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Think Like a Younger Brain to Reduce the Cognitive Consequences of Ageing

News   Jul 23, 2018 | Original Story from the Society for Neuroscience

Increased Frontal Brain Activity with Age Indicates Reduced Brain Efficiency

Increased frontal brain activity in healthy older adults reflects reduced efficiency rather than a way to maintain cognitive function, finds a study of two human samples published in JNeurosci. The findings contradict a leading theory in the neuroscience of aging. Morcom et al., JNeurosci (2018)



Saliva-based Alzheimer's Test Could be the Future


Three biomarkers for detecting mild cognitive impairment and Alzheimer’s disease in saliva samples have been identified.


Continuous EEG Proves Its Worth in Monitoring Childhood Seizures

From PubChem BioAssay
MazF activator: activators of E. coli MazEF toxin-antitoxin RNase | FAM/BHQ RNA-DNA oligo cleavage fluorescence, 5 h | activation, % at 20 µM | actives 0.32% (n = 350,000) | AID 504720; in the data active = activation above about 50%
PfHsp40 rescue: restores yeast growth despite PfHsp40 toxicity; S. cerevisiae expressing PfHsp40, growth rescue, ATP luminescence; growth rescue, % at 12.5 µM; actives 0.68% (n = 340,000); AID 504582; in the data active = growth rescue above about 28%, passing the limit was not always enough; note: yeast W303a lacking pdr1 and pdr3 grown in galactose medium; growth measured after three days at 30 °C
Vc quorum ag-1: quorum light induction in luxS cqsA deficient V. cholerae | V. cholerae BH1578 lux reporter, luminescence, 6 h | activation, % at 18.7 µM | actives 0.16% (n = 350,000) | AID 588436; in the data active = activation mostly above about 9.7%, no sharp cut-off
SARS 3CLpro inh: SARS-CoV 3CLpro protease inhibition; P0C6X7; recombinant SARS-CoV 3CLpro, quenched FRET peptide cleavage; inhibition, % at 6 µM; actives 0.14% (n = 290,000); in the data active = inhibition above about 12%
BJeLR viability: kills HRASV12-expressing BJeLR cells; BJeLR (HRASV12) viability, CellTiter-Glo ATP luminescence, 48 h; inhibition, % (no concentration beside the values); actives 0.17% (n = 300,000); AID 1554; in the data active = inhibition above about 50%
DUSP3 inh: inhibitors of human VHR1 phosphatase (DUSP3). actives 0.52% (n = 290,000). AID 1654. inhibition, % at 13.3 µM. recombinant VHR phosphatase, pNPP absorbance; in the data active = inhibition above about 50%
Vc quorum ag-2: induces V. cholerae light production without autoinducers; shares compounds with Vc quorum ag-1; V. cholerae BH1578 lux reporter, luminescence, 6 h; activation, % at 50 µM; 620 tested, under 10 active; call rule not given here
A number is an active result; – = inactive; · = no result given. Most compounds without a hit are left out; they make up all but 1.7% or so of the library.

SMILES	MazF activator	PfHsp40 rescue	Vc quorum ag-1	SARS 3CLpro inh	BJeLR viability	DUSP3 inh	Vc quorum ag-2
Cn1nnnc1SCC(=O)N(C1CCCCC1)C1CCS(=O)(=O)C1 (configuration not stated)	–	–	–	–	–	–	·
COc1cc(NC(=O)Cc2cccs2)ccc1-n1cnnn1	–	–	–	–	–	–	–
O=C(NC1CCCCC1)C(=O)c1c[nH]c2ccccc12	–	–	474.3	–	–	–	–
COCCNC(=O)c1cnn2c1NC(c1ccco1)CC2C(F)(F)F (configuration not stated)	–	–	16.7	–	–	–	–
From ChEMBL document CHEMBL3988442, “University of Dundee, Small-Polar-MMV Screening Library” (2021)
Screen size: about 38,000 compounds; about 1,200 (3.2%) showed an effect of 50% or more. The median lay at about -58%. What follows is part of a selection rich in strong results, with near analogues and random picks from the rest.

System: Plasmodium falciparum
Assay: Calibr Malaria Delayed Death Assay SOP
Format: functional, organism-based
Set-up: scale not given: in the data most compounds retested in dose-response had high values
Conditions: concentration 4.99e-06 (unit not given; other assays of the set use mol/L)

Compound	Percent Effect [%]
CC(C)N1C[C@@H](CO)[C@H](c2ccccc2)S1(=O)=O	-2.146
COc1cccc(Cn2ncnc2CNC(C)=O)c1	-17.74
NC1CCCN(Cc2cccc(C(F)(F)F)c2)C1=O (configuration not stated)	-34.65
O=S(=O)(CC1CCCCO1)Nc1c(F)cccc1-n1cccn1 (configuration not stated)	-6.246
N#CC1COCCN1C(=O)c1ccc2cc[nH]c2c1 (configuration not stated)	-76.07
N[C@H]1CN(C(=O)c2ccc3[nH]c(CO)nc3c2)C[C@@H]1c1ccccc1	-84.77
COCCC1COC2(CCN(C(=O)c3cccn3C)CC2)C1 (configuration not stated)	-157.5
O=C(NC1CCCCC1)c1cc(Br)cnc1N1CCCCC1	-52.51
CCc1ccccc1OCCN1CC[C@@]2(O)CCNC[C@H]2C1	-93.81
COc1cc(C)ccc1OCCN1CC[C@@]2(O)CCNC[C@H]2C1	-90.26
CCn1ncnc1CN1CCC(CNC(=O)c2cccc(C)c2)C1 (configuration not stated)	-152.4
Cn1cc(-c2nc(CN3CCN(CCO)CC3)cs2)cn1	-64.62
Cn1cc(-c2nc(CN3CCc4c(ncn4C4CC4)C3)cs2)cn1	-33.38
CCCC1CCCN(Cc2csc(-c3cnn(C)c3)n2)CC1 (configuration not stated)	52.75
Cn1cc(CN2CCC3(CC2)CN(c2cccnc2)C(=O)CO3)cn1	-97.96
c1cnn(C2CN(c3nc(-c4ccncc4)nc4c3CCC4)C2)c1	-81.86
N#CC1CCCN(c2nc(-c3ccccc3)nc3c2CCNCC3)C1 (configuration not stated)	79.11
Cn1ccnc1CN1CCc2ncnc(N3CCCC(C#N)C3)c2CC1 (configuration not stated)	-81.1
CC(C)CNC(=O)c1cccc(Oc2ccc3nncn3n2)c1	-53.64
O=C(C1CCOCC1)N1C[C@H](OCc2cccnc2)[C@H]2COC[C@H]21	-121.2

A recent retrospective study evaluating continuous electroencephalography (cEEG) of children in intensive care units (ICUs) found a higher than anticipated number of seizures. The work also identified several conditions closely associated with the seizures, and suggests that cEEG monitoring may be a valuable tool for helping to identify and treat neurological problems in patients who are 14 months old or younger.


More Than Just an Unpleasant Sensation


Pain is a negative feeling that we want to get rid of as soon as possible. In order to protect our bodies, we react for example by withdrawing the hand. This action is usually understood as the consequence of the perception of pain. A team from the Technical University of Munich (TUM) has now shown that perception, the impulse to act and provision of energy to do so take place in the brain simultaneously and not, as was expected, one after the other.



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